For 50 Years, Title IX Has Transformed Girls’ and Women’s Education. The Job Is Not Yet Done.

This year marks the 50th anniversary of Title IX, which prohibits gender discrimination in educational programs or activities. Because almost all schools receive federal funds, the law applies in nearly every educational context. Most people associate Title IX with athletics, where it has indeed had a profound effect on girls and women. Before Title IX, women and girls were virtually excluded from most athletic opportunities in schools.

The Pew Research Center did a national survey to gauge awareness and attitudes about Title IX 50 years after its passage. Among those who know about Title IX, there are both gender and political gaps in how they think about it.

Four Reasons Men’s Sports Are Not the Gold Standard

As women’s sports make progress (however slow), it is imperative to examine the crucial problems characteristic of the industry and decide what equality can look like. Is the male model of sports really the standard worth striving for?  What does a healthy sports culture look like and how can we foster that with the evolution of women’s sports?

Here are four reasons why men’s sports are not the gold standard—they’re the relic of a problematic past.

A Social Movement That Happens To Play Soccer

For years, U.S. Women’s National Soccer Team players have repeatedly complained that they’ve been getting as little as 40 percent of the salary their male counterparts get—especially considering the women’s team has four World Cup titles and the men’s team has … none.

On Tuesday, the players reached a $24 million settlement with the U.S. Soccer Federation over their equal pay lawsuit. The bulk of the settlement is, in fact, back pay—a tacit admission that compensation for the men’s and women’s teams had been unequal for years.

Keeping Score: Women Win Big in the Winter Olympics; State Legislatures Widen the Abortion Access Gap; Supreme Court Dilutes the Power of Black Voters in Alabama

In every issue of Ms., we track research on our progress in the fight for equality, catalogue can’t-miss quotes from feminist voices and keep tabs on the feminist movement’s many milestones. We’re Keeping Score online, too—in in this biweekly round-up.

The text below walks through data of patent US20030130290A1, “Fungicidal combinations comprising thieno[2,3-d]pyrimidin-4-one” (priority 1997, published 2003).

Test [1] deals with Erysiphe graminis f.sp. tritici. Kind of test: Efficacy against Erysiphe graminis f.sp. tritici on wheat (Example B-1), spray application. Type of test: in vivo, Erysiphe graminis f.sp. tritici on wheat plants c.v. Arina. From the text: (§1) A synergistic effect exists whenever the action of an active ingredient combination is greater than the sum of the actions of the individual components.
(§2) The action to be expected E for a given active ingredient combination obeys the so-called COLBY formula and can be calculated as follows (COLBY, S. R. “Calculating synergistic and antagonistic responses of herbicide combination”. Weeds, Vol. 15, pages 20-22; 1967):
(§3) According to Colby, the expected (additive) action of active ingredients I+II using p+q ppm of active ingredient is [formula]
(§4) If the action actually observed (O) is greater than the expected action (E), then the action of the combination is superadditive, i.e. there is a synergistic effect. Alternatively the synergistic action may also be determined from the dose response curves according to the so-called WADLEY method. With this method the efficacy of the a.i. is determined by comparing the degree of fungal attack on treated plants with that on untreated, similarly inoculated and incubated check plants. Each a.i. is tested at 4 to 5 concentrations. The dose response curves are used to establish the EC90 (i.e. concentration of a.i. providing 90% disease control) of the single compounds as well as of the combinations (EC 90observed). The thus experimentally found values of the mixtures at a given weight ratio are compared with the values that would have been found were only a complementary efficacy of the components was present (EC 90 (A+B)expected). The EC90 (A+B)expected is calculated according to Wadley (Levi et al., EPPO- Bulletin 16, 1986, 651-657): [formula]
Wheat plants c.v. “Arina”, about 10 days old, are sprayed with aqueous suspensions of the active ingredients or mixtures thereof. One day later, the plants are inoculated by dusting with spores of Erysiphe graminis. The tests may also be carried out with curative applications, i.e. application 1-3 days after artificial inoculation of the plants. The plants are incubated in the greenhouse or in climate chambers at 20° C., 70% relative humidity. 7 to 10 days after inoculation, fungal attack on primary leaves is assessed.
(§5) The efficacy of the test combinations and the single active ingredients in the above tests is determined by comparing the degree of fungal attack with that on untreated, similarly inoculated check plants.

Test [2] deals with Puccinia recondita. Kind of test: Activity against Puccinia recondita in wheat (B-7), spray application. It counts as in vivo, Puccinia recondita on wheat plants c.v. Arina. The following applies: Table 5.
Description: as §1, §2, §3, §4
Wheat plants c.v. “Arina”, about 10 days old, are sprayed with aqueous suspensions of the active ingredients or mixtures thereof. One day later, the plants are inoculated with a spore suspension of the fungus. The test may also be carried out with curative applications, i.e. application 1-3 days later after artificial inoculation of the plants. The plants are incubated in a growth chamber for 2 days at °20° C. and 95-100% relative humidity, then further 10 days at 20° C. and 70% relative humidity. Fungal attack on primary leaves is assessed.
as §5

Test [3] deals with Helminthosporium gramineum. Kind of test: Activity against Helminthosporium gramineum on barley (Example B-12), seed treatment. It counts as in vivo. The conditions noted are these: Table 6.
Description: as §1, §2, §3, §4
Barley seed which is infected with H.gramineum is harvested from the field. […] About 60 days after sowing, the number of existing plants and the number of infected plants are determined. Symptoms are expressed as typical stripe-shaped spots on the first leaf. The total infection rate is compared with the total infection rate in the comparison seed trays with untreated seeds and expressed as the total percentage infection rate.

This week: Women brought home 17 of Team USA’s 25 Olympic medals in Beijing; Wisconsin, New Hampshire and Georgia Republicans target abortion rights, while Vermont passes Reproductive Liberty amendment; more Latina women are running for governor than ever before; a record 36 openly LGBTQ+ athletes competed in the Winter Olympics; and more.

Weekend Reading on Women’s Representation: 2022 Winter Olympics Are the Most Gender-Balanced Ever; Women’s Activism Threatens Authoritarian Leaders

Weekend Reading for Women’s Representation is a compilation of stories about women’s representation.

This week: Activism by women and gender minorities threatens authoritarian leaders; running for statewide executive office can be especially challenging for women; ranked-choice voting helps eliminate a split vote among women candidates; the 2022 winter Olympic games are the most gender balanced ever; how did Iceland become a model of gender parity?

Ms. Global: Muslim Leaders Make Women’s Rights Plea to Taliban; Pakistan Reckons with Femicide and #JusticeForNoor

The U.S. ranks as the 19th most dangerous country for women, 11th in maternal mortality, 30th in closing the gender pay gap, 75th in women’s political representation, and painfully lacks paid family leave and equal access to health care. But Ms. has always understood: Feminist movements around the world hold answers to some of the U.S.’s most intractable problems. Ms. Global is taking note of feminists worldwide.

This week: A former senior diplomat in Israel alleges late-President Shimon Peres sexually assaulted her in the ’80s; Morocco’s new Parliament elects most women ministers in country’s history; Soccer players in Venezuela and Australia join the global #MeToo movement; Pakistan struggles to come to terms with a gruesome femicide; and more.